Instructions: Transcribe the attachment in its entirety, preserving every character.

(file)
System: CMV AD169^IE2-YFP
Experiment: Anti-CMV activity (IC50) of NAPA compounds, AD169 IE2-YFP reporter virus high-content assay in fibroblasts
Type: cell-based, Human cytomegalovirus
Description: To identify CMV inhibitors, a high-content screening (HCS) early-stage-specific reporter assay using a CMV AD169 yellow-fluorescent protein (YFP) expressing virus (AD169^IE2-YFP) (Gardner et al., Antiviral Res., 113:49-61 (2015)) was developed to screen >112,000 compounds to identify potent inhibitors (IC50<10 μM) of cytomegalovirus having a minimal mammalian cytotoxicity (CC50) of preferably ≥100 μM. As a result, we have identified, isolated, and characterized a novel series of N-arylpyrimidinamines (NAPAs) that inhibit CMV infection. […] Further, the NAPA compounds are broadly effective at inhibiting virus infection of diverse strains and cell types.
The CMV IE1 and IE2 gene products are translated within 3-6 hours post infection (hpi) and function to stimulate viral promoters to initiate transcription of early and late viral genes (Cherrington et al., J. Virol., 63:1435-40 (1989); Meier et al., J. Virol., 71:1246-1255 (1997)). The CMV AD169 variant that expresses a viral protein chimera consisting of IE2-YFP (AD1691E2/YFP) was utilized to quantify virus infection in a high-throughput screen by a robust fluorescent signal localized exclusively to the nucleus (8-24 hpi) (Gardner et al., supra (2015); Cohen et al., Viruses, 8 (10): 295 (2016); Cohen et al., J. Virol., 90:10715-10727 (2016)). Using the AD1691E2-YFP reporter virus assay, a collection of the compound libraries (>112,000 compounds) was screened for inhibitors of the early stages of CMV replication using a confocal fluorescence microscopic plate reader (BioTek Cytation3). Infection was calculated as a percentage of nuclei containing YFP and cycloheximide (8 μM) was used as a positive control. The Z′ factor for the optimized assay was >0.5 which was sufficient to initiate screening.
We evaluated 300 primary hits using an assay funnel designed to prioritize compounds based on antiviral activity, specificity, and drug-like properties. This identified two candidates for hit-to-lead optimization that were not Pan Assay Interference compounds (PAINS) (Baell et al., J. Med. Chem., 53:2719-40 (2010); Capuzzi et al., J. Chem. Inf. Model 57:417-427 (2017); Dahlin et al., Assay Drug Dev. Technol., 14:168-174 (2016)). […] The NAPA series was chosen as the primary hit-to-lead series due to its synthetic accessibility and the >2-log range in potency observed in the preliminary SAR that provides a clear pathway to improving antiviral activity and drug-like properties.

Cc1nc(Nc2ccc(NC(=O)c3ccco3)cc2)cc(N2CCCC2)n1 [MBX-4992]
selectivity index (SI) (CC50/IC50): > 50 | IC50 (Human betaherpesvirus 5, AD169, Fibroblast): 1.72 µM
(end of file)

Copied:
System: CMV AD169^IE2-YFP
Experiment: Anti-CMV activity (IC50) of NAPA compounds, AD169 IE2-YFP reporter virus high-content assay in fibroblasts
Type: cell-based, Human cytomegalovirus
Description: To identify CMV inhibitors, a high-content screening (HCS) early-stage-specific reporter assay using a CMV AD169 yellow-fluorescent protein (YFP) expressing virus (AD169^IE2-YFP) (Gardner et al., Antiviral Res., 113:49-61 (2015)) was developed to screen >112,000 compounds to identify potent inhibitors (IC50<10 μM) of cytomegalovirus having a minimal mammalian cytotoxicity (CC50) of preferably ≥100 μM. As a result, we have identified, isolated, and characterized a novel series of N-arylpyrimidinamines (NAPAs) that inhibit CMV infection. […] Further, the NAPA compounds are broadly effective at inhibiting virus infection of diverse strains and cell types.
The CMV IE1 and IE2 gene products are translated within 3-6 hours post infection (hpi) and function to stimulate viral promoters to initiate transcription of early and late viral genes (Cherrington et al., J. Virol., 63:1435-40 (1989); Meier et al., J. Virol., 71:1246-1255 (1997)). The CMV AD169 variant that expresses a viral protein chimera consisting of IE2-YFP (AD1691E2/YFP) was utilized to quantify virus infection in a high-throughput screen by a robust fluorescent signal localized exclusively to the nucleus (8-24 hpi) (Gardner et al., supra (2015); Cohen et al., Viruses, 8 (10): 295 (2016); Cohen et al., J. Virol., 90:10715-10727 (2016)). Using the AD1691E2-YFP reporter virus assay, a collection of the compound libraries (>112,000 compounds) was screened for inhibitors of the early stages of CMV replication using a confocal fluorescence microscopic plate reader (BioTek Cytation3). Infection was calculated as a percentage of nuclei containing YFP and cycloheximide (8 μM) was used as a positive control. The Z′ factor for the optimized assay was >0.5 which was sufficient to initiate screening.
We evaluated 300 primary hits using an assay funnel designed to prioritize compounds based on antiviral activity, specificity, and drug-like properties. This identified two candidates for hit-to-lead optimization that were not Pan Assay Interference compounds (PAINS) (Baell et al., J. Med. Chem., 53:2719-40 (2010); Capuzzi et al., J. Chem. Inf. Model 57:417-427 (2017); Dahlin et al., Assay Drug Dev. Technol., 14:168-174 (2016)). […] The NAPA series was chosen as the primary hit-to-lead series due to its synthetic accessibility and the >2-log range in potency observed in the preliminary SAR that provides a clear pathway to improving antiviral activity and drug-like properties.

Cc1nc(Nc2ccc(NC(=O)c3ccco3)cc2)cc(N2CCCC2)n1 [MBX-4992]
selectivity index (SI) (CC50/IC50): > 50 | IC50 (Human betaherpesvirus 5, AD169, Fibroblast): 1.72 µM